The New Normal: How Coronavirus is Changing the Personal Injury Space
Over a year has passed since the COVID-19 pandemic began sweeping the nation. Businesses and communities – including here in South Florida – are still reeling and just only beginning to fully adapt to the conditions imposed by this deadly public-health crisis.
Aside from the expected shock to medical institutions, government agencies, and small businesses, the legal profession has been impacted significantly. Personal injury and accident attorneys have been among the quickest to react. To understand how things have changed, it is important to understand the legal principle that produces an injured person’s right to recover: the duty of care.
What is a duty of care?
A duty of care is when someone has a duty to act in a reasonably safe manner to prevent harm. Duties exist everywhere. When you enter a business, that business has a duty to remove any hazards that could cause a person to trip and injure themselves. When you go in for surgery, the surgeon has a duty to act within the recognized standard of care. Even you have duties. For example, when you are operating a vehicle, you have a duty to drive as a reasonable person would to prevent accidents and harm to others.
When we argue on behalf of our clients, we predominantly look at two things: (1) whether the defendant had a duty and (2) whether it was breached. When this is the case, our client is typically entitled to recover.
In Florida, a duty is breached if the defendant’s actions create a “foreseeable zone of risk,” resulting in injury. See McCain v. Florida Power Corp., 593 So. 2d 500, 502 (Fla. 1992). In other words, this is when the defendant knows or has reason to know that their behavior increases the danger to others.
Coronavirus, and the Changing Legal Landscape
COVID-19 has changed the legal landscape by generating additional duties that individuals, businesses and institutions are expected to follow. Unfortunately, this increases the likelihood that individuals are wronged, endangered and injured through the misconduct of others. In turn, however, the opportunities for individuals to seek legal remedies and obtain just compensation multiply.
Sanitation practices that used to be considered sufficient may no longer pass muster in the age of coronavirus. Restaurants and retail businesses are expected to take robust safety precautions to prevent the spread of COVID-19. Sometimes, these safety measures are outlined in their own policy. Businesses that aren’t vigilant may be risking the health and safety of their customers. Litigation will undoubtedly follow suit if someone suffers an injury or damage that is caused by the defendant.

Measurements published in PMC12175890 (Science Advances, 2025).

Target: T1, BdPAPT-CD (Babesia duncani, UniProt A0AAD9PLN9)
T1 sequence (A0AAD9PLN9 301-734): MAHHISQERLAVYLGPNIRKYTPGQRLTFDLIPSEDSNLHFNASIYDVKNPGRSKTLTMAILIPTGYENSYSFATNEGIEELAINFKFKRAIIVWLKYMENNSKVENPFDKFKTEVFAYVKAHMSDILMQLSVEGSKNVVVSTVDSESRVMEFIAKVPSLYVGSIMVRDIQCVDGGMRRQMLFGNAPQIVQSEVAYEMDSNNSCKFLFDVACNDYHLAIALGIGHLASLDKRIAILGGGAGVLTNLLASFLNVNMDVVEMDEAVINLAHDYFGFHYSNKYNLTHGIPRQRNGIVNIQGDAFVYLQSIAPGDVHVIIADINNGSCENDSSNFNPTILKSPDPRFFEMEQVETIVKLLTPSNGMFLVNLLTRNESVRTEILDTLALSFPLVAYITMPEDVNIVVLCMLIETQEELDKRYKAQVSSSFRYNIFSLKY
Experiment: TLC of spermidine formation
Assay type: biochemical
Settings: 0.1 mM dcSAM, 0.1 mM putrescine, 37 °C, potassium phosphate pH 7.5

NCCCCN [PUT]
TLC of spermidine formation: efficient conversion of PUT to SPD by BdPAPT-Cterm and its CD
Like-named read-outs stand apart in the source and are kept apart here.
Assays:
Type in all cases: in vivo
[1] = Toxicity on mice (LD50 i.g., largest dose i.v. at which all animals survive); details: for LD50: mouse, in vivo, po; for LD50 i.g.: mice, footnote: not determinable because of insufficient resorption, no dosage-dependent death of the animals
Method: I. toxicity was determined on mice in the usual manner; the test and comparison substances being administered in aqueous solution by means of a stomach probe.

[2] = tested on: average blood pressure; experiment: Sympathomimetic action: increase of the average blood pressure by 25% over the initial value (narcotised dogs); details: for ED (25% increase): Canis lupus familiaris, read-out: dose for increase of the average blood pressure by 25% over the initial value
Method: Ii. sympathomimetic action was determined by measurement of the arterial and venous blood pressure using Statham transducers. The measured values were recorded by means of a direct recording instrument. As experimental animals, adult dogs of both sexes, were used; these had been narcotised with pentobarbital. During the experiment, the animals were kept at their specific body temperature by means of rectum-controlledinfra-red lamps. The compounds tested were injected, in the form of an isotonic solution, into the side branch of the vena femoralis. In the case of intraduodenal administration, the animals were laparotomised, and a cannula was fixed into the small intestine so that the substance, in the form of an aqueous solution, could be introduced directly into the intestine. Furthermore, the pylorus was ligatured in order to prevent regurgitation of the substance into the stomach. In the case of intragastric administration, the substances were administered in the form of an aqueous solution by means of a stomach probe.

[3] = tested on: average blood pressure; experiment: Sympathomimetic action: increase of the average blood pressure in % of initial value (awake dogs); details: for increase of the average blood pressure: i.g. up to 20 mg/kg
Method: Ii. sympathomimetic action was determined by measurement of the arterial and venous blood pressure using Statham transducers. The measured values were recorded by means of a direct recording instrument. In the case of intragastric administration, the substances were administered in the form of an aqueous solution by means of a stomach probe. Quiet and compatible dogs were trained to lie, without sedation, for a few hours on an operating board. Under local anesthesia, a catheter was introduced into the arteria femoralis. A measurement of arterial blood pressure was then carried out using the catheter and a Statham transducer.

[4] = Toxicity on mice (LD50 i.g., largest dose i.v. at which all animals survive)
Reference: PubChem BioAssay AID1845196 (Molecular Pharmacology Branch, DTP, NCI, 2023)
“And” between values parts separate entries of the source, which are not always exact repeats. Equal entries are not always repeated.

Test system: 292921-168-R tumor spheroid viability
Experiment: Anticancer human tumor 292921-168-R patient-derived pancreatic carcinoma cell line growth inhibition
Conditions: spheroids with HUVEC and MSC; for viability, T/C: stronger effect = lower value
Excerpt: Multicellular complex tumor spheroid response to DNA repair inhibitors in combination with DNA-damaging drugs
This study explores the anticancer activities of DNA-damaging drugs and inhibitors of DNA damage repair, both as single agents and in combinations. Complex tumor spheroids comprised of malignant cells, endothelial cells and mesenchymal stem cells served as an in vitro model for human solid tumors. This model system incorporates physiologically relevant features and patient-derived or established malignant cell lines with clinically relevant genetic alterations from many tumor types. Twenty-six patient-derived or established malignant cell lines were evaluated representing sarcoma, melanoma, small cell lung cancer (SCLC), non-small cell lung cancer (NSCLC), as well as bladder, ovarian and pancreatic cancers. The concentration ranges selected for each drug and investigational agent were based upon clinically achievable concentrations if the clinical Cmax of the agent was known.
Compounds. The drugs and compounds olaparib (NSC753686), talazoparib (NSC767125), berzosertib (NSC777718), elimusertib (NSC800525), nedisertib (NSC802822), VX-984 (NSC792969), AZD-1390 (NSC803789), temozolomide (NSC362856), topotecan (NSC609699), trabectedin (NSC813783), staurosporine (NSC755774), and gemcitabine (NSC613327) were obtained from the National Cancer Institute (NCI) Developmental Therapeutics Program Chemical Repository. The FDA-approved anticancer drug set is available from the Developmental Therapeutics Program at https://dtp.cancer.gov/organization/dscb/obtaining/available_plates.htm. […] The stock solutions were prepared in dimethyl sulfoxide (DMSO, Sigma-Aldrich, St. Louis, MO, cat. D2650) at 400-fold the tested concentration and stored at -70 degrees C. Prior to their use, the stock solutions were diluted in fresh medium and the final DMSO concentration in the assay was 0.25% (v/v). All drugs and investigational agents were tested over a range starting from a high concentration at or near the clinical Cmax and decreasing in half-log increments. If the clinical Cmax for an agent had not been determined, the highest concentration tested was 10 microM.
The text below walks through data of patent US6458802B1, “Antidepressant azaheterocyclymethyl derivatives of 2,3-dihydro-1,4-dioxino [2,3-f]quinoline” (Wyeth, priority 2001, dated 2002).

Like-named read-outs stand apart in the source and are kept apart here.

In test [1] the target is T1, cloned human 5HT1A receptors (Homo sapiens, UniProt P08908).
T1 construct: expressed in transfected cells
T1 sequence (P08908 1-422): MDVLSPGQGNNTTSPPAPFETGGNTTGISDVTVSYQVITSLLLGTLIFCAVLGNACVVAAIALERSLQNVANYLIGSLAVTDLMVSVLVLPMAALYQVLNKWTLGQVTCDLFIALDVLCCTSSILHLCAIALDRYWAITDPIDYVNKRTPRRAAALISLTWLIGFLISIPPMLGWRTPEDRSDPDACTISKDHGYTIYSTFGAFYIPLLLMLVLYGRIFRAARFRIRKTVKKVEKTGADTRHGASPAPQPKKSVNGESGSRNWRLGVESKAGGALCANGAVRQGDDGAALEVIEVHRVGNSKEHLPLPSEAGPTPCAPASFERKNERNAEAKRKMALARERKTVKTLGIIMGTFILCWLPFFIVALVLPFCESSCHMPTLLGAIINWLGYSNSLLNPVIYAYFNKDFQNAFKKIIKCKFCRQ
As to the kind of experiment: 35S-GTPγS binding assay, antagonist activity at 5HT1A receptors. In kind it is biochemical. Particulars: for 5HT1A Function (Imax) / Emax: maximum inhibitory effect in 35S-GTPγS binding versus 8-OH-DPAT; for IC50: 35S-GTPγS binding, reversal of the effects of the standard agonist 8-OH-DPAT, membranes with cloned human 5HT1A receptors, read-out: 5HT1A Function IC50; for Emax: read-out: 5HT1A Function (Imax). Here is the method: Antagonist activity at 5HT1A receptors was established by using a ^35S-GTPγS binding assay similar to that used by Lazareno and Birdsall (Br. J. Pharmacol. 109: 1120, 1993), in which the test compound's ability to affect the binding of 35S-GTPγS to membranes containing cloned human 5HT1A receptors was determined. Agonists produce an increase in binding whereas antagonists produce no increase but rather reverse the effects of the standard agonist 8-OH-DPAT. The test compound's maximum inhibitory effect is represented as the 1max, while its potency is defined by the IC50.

Social distancing protocols also have the potential to alter the duties of businesses. Were you injured as a result of insufficient physical distancing? Were proper crowd control techniques employed to prevent the unsafe and dangerous congestion of people? Likely, it will be up to the legal system to decide whether businesses acted reasonably, and thus, whether they indeed had a duty. Certainly, many businesses will learn whether the hard way whether they acted appropriately.
One particular area that is expected to see tremendous growth is caretaker and nursing home negligence. Nursing homes and caretakers have a duty to care for people they serve who are ailing and especially vulnerable to COVID-19. This time demands the utmost precaution and care for those who are unable to properly care for themselves. A loved-one who contracts COVID-19 due to a caretaker or nursing home’s failure to follow applicable protocols may be able to bring forth a case.
If you or someone you love has become ill or injured due to poor business and health practices related to COVID-19, Miller Trial Law can help get you the recovery that you deserve. Please call us today at (305)-697-8312 for a free, no-risk consultation to see what your case is worth. We look forward to serving you!